Who is singing now?


(July 11, revised July 19) – The world has been saved from an England-France Brexit final at the 2018 World Cup, renditions of “Three Lions” and “Rule Britannia” in the stadiums, and the tsunami of British chauvinism unashamedly embraced by the Canadian media.

What goes around, comes around. The dodgy English threw their final match in the opening round with Belgium back on June 28 with the pretext of resting players and avoiding injuries for the Round of 16. “Sometimes, you have to make decisions with the bigger picture, and that’s what I did tonight,” rationalized head coach Gareth Southgate at the time – as if the decision was his and his alone. That “bigger picture” seems to have included getting a better draw in the knockout stage, that is, to avoid Brazil and therein build the size of the betting pool, the TV market, the revenues of the English Football Association, and a “hearts and minds” diversion from the Brexit crisis at home – giving a new definition to match fixing and a level playing field. Such are the elastic ethics of England. 

England played eight subs – only three of its outfield 10 were from the Premier League – that day. Belgium responded with nine and decisively won that farcical match of two reserve sides 1-0.

England’s opponents overall? Tunisia, Panama, Colombia without James Rodriquez, and a strangely listless Sweden. It wanted to “have its cake and eat it too.” The renowned Maradona, once again avenging the wound to his country inflicted in the Malvinas (Falklands) war, went so far as to call via Telesur England’s victory against the tough Colombians a “monumental theft.” Colombia conceded twenty three fouls in the tense clash, compared to England’s thirteen. The Latin American squad was shown six out of the eight yellow cards. The American referee also awarded England a spot kick. Wednesday night’s meeting with Croatia was even deemed the “easy” semifinal.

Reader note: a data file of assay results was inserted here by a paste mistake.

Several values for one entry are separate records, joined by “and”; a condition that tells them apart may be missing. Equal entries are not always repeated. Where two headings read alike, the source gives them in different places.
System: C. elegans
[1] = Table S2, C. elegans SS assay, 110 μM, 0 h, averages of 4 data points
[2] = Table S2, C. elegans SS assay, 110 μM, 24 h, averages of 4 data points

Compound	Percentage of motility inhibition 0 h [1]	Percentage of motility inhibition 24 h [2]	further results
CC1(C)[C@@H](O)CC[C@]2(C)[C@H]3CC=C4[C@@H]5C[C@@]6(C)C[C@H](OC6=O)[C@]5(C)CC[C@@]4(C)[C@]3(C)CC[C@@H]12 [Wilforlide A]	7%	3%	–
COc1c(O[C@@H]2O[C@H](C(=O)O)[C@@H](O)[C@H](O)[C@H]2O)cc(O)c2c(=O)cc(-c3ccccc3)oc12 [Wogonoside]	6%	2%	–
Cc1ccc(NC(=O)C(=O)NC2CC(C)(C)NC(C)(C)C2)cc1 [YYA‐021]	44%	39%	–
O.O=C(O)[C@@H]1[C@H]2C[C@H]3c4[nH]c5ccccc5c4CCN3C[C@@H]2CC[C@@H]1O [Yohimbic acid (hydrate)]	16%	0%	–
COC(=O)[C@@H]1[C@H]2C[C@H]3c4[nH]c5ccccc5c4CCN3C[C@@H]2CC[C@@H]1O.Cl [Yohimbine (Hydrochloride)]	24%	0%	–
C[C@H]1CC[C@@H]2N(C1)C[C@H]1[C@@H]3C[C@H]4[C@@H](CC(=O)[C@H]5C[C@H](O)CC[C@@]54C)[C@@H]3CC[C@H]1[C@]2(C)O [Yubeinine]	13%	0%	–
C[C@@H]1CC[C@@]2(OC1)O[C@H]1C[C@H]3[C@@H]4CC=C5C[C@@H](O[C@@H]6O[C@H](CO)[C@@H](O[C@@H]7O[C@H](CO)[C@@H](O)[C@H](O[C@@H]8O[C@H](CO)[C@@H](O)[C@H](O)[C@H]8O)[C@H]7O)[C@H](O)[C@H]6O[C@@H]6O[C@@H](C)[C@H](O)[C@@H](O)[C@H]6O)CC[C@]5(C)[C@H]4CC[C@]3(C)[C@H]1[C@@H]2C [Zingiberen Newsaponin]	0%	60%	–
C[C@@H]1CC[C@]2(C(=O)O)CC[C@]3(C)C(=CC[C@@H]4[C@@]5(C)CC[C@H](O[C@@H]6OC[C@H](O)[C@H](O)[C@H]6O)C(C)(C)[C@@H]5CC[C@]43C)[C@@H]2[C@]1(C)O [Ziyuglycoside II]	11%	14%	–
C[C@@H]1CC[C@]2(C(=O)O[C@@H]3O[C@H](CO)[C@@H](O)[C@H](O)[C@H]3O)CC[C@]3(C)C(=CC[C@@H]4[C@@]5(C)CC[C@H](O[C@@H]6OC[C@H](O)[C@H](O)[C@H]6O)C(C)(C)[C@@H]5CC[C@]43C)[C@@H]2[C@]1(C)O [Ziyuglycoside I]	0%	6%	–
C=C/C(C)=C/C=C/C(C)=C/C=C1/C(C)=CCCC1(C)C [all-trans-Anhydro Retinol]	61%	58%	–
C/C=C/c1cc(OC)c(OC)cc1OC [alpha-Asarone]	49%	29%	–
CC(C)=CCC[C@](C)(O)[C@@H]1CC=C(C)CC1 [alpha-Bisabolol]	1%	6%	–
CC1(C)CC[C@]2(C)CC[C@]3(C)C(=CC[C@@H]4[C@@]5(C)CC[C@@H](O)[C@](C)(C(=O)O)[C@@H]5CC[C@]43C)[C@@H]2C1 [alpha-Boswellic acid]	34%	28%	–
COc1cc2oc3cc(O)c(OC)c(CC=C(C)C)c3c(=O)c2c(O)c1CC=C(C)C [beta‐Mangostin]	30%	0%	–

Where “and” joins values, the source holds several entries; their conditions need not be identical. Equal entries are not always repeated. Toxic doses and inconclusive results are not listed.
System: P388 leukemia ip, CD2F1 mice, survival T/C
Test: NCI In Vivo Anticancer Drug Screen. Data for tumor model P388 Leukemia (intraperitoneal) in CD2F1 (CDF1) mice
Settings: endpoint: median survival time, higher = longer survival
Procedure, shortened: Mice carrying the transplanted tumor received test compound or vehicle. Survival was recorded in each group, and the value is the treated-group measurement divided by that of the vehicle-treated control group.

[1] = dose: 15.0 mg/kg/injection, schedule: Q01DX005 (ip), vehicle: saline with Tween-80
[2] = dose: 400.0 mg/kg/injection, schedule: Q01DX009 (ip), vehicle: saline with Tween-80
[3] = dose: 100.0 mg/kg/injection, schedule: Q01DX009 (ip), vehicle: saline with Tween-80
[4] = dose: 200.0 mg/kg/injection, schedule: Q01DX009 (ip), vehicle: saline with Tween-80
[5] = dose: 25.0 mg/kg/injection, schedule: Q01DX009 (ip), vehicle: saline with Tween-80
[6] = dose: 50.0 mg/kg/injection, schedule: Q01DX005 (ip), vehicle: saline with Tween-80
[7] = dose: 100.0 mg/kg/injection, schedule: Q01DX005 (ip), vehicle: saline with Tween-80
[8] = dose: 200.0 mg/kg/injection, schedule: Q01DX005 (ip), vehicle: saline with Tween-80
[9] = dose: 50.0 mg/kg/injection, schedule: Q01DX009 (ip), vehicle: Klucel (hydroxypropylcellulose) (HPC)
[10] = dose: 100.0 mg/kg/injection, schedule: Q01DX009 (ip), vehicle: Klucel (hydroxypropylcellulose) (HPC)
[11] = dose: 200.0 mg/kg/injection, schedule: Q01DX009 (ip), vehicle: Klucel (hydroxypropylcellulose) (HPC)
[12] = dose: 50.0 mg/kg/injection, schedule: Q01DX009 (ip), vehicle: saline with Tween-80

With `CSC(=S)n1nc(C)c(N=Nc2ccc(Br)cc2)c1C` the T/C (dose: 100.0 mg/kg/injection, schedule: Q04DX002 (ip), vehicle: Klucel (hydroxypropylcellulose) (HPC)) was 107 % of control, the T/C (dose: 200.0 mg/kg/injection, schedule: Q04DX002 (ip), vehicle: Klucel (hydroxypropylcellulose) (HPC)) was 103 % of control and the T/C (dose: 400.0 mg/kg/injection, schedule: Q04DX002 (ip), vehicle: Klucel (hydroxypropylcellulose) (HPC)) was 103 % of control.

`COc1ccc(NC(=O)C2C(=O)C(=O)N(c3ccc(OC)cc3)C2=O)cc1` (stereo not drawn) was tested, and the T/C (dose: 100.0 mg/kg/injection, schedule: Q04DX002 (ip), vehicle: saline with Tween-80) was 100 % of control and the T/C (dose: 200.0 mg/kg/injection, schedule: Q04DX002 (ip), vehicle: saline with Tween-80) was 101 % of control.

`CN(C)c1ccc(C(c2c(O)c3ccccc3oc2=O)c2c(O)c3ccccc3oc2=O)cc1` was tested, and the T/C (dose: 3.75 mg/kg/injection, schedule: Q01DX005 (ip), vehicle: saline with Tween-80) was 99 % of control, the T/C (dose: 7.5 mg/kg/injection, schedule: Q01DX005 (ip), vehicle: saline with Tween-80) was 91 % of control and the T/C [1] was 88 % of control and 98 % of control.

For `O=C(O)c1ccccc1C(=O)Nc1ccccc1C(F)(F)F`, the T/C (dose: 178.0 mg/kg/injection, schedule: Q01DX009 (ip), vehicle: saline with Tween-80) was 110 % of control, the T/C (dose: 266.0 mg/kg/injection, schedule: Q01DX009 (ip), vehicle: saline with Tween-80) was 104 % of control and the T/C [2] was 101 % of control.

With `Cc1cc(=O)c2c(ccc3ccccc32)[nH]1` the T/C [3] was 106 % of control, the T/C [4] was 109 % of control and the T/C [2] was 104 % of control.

Meanwhile, Belgium went into the side of the bracket with Brazil, Argentina, Portugal, a Uruguay side without Edison Cavani, and France. The ensuing Belgium-Brazil match turned out to be the best game of the tournament, but it was the fluid French who then advanced over the Belgians by the narrow margin of 4-3.

Now little Croatia, with the same population as Alberta, exhausted after a third straight trip to extra time, has knocked out its big NATO patron 2-1. The CBC and the Toronto sports media are mourning – CBC TV’s The National devoted a segment to England’s pain – and the scribblers are writing that the “plucky” English side which had united a country from the post-Brexit angst “lost.” Poor old Blighty, was the real gist. But during 90 minutes regulation time neurotic England had but one shot on goal; it was just a matter of time before it caved to the indefatigable Croatians, who are only mentioned in an acknowledgement of the score.

The Elizabeth May government, the Royal Family and even the Labour Party who all called for a boycott of the World Cup over the concocted Skripal case are eating crow. The BBC which manufactured a fictional documentary called “Russia’s Hooligan Army” and the Foreign Office which warned England fans of “heightened risks of violence” if they went to Russia are eating crow. Twenty two thousand people from England bought tickets to attend opening round matches in Russia. Meanwhile, 24.3m Brits back home watched the England-Croatia game – a record audience share of 84 per cent – and the highest average TV audience for a single game ever, according to ITV. One who watched, football aficionado Frank Chilelli, wrote me earlier today a harsh judgment: “Glad that Horrible English team is gone. They do not have collective, refined, creative play. They should have been out earlier. Such an unpleasant team to team to watch – I think they should sing ‘God give England some talent’ and creative play.”

Three Lions, that imperialist lion, king of the jungle, who attacks every enemy – but who is singing now?